28 The Travel Gold RushThrill seekers that want experiences not just visa stamps While Westerners, in particular, are likely to want new experiences, it is also likely that there will be something of a trade-off with infrastructure provision. Countries with better levels of infrastructure may be more attractive to travellers who are increasingly tired of the complexities of travel, however countriesThe travel market is fragmenting. with poorer infrastructure might offer a less crowded, moreActivity-based travel (sailing, surfing, authentic experience. Ideally, airlines and agents who offer the optimal service package to their customers could benefit from thissafaris and entertainment events) apparent trade-off (e.g. offering special assistance packages to travellers where infrastructure is poorer.).are sectors that have shown stronggrowth – and will continue todo so in the future.Mike Beaumont, Thomas CookMore generally there is a trend from destination based travel toexperience based travel. It is no longer enough to simply go to, say,France or Kenya – consumers want to immerse themselves morefully in local cultures and experiences to have a truly satisfyingtravel experience. This re-emphasises the fact that airlines andagents will need to shift to thinking of air travel as more of anexperience rather than as a functional A to B process. This is theroute to substantial revenue opportunities by tapping into suchshifting desires.The dichotomy of comfort versus authenticityMany people are starting to “mixand match” their travel choices– choosing to use low cost carriersbut to stay in 5 star hotels upon arrival. Paul Simmons, easyJet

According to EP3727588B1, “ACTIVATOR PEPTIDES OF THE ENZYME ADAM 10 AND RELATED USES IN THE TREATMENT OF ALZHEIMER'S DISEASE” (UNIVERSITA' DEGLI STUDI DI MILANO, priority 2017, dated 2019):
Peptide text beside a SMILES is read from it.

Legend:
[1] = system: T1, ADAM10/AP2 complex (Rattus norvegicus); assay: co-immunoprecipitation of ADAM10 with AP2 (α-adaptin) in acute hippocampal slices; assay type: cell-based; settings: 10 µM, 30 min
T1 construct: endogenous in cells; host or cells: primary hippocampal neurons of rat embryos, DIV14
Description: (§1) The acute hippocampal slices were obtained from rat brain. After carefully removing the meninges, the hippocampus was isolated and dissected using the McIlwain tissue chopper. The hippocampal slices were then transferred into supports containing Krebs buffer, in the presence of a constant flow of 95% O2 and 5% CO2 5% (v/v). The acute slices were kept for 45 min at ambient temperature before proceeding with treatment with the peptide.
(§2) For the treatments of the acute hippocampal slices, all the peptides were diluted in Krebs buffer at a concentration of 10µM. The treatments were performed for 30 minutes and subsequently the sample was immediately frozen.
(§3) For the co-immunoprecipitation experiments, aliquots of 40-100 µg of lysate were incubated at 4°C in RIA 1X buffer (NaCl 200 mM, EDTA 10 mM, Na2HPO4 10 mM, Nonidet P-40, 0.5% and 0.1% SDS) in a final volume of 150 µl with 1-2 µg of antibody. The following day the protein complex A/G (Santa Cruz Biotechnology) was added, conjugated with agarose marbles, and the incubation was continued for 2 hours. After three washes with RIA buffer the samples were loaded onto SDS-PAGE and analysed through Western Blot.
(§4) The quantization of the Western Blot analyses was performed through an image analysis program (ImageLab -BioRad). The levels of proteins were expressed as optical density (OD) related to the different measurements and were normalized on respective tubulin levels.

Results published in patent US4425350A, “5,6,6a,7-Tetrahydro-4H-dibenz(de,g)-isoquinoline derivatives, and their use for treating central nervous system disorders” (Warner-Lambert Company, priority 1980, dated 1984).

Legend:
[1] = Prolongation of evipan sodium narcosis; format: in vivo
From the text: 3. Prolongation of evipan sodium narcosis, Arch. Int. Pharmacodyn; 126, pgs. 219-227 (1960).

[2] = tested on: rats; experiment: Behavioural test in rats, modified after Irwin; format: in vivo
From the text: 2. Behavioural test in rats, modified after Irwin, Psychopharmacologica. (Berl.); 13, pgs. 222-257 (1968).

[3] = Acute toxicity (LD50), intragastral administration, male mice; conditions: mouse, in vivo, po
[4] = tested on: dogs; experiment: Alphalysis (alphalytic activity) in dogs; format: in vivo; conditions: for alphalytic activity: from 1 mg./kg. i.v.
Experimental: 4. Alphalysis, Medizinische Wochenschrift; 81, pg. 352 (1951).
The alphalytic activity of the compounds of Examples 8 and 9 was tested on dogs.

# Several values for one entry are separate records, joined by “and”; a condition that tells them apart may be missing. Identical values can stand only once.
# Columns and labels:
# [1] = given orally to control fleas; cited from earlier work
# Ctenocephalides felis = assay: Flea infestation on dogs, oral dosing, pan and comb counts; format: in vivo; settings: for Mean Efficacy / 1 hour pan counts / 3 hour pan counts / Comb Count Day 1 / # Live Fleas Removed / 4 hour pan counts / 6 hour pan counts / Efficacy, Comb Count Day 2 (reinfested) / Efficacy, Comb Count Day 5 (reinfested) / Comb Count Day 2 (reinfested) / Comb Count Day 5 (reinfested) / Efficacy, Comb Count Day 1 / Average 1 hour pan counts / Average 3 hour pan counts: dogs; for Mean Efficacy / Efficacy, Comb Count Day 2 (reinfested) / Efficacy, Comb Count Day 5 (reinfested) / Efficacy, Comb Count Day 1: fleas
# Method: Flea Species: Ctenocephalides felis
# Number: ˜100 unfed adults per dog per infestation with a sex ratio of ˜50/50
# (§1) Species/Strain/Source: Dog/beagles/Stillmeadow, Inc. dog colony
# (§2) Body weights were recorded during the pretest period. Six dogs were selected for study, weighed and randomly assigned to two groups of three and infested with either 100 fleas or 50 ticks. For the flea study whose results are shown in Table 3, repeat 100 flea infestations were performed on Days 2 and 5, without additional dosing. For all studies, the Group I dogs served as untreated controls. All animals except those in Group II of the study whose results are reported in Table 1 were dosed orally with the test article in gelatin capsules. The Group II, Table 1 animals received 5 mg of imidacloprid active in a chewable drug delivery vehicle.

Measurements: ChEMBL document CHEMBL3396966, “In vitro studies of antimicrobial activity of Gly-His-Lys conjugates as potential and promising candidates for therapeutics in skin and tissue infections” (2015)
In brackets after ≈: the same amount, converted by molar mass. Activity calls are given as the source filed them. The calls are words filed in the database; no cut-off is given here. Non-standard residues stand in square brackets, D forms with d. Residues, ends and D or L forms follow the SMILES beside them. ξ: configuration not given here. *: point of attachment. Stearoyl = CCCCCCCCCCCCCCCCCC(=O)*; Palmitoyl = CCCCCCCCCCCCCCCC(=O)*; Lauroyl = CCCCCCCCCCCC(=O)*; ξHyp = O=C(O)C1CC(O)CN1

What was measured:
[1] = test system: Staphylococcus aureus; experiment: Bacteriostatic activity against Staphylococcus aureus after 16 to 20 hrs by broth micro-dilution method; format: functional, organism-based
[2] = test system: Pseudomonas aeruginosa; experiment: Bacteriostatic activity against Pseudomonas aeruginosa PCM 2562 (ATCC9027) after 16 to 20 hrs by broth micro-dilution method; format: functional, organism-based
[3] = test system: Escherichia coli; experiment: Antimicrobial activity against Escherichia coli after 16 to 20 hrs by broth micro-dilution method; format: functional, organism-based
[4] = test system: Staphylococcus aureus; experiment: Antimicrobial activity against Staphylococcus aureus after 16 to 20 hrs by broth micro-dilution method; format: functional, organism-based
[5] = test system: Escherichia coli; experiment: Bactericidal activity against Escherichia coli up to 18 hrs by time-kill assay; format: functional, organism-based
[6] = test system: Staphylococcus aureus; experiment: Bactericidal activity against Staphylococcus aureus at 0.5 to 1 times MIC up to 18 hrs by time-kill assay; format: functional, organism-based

The Travel Gold Rush 29The digital nomadMaking use of the opportunitiesoffered by mobile and online usagewill be key in airline and customerinteractions in the future.Marcus Casey, LufthansaThe travel experience will become increasingly digitised. Thosewho have grown up with the internet are now travelling and theirappetite for connecting with people and content at all times will bea major driver of changing tastes.We are rapidly reaching a point in time whereby seamless travel isnot only an opportunity but will indeed become an expectation.Such digitalisation again raises the question of how F2F agentscan evolve.All of these trends may themselves be affected by confoundingfactors such as new taxes and/or environmental concerns, thoughto date there is no substantial evidence that these will have majorimpacts on the growth of global travel (see box below). Taxes and the environment: will consumer when making their decision to travel or not. The tax behaviour change? component of the total holiday (or business trip) price may be relatively small when compared to other factors such as Governments across the world are reviewing taxation policy currency fluctuations, airline capacity (noted above) and/or in a bid to cope with large budget deficits. At the same time, accommodation or package deals. there are growing concerns about the environmental impact of travel and of airline travel in particular. This was reflected in the comments of a number of expert interviewees who suggested that, while unwelcome, higher Aviation is to be included in the EU Emission Trading taxes were unlikely to inhibit global travel in the future. Others System (EU ETS) as of 2012. The allocation of permits and/ said that in real terms airline travel is much cheaper today or individual actions by governments may force a rise in the than in the past, and even substantial tax rises were unlikely cost of airline travel. to alter this. While airline leisure travel in particular is often quite Whether connected to tax rises or not, environmental responsive to price changes, this may vary significantly from concerns may be an issue in curbing travel demand. Some route to route. It also needs to be remembered that while interviewees said that airlines would be forced to demonstrate taxes may seem large in relation to some airline trips, they their environmental credentials much more directly in the still only represent a part of the airline trip price. future. Given that a large amount of attention has focused on Further, from the viewpoint of some transport economists, air travel, in some cases this may mean shifts of travel mode taxes are just another part of the generalised cost of travel. (e.g. to high speed rail) which may add to the case for airline From this viewpoint, consumers look at the total price of involvement in this. Agents may be better placed than airlines a trip (airfare, other transport, food and accommodation) to cope with this change given that they are not tied to one mode.